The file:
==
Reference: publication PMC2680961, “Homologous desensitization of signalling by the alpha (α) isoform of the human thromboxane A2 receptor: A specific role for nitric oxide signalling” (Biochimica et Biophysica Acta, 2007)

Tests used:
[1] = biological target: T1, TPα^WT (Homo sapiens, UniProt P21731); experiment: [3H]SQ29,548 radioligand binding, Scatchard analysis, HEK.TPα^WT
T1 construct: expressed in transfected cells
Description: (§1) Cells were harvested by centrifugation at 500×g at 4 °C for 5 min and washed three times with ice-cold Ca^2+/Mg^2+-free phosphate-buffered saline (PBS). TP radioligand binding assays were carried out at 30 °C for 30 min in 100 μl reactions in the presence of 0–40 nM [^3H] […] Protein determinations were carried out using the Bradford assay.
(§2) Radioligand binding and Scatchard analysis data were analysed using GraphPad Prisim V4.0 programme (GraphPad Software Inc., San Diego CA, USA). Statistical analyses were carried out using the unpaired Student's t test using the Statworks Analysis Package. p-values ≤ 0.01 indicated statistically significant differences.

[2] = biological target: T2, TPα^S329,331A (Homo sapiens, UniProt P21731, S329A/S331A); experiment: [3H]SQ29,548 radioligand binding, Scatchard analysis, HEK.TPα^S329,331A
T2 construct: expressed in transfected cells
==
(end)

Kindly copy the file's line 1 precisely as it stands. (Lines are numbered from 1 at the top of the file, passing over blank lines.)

Reference: publication PMC2680961, “Homologous desensitization of signalling by the alpha (α) isoform of the human thromboxane A2 receptor: A specific role for nitric oxide signalling” (Biochimica et Biophysica Acta, 2007)